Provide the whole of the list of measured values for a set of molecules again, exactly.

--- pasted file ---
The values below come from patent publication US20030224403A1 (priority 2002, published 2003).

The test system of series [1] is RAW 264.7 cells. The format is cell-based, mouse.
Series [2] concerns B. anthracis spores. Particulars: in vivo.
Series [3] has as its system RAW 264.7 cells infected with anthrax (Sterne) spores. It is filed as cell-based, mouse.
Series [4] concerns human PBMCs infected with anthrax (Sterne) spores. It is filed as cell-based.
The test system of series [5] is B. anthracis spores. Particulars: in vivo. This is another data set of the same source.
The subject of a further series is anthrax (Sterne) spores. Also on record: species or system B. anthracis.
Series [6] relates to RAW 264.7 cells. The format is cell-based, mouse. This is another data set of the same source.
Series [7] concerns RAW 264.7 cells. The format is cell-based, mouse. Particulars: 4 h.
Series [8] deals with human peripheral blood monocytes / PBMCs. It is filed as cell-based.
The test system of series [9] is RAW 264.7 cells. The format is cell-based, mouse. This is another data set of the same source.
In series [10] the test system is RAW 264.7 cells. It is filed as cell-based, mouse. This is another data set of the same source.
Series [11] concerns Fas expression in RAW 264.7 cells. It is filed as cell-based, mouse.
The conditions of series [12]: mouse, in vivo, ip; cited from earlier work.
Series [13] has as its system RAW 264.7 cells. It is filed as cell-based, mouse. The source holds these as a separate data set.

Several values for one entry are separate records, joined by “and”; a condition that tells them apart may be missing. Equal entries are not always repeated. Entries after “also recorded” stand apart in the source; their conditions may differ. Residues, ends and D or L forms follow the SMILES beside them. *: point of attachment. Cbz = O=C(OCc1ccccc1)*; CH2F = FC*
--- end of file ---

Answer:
The values below come from patent publication US20030224403A1 (priority 2002, published 2003).

The test system of series [1] is RAW 264.7 cells. The format is cell-based, mouse.
Series [2] concerns B. anthracis spores. Particulars: in vivo.
Series [3] has as its system RAW 264.7 cells infected with anthrax (Sterne) spores. It is filed as cell-based, mouse.
Series [4] concerns human PBMCs infected with anthrax (Sterne) spores. It is filed as cell-based.
The test system of series [5] is B. anthracis spores. Particulars: in vivo. This is another data set of the same source.
The subject of a further series is anthrax (Sterne) spores. Also on record: species or system B. anthracis.
Series [6] relates to RAW 264.7 cells. The format is cell-based, mouse. This is another data set of the same source.
Series [7] concerns RAW 264.7 cells. The format is cell-based, mouse. Particulars: 4 h.
Series [8] deals with human peripheral blood monocytes / PBMCs. It is filed as cell-based.
The test system of series [9] is RAW 264.7 cells. The format is cell-based, mouse. This is another data set of the same source.
In series [10] the test system is RAW 264.7 cells. It is filed as cell-based, mouse. This is another data set of the same source.
Series [11] concerns Fas expression in RAW 264.7 cells. It is filed as cell-based, mouse.
The conditions of series [12]: mouse, in vivo, ip; cited from earlier work.
Series [13] has as its system RAW 264.7 cells. It is filed as cell-based, mouse. The source holds these as a separate data set.

Several values for one entry are separate records, joined by “and”; a condition that tells them apart may be missing. Equal entries are not always repeated. Entries after “also recorded” stand apart in the source; their conditions may differ. Residues, ends and D or L forms follow the SMILES beside them. *: point of attachment. Cbz = O=C(OCc1ccccc1)*; CH2F = FC*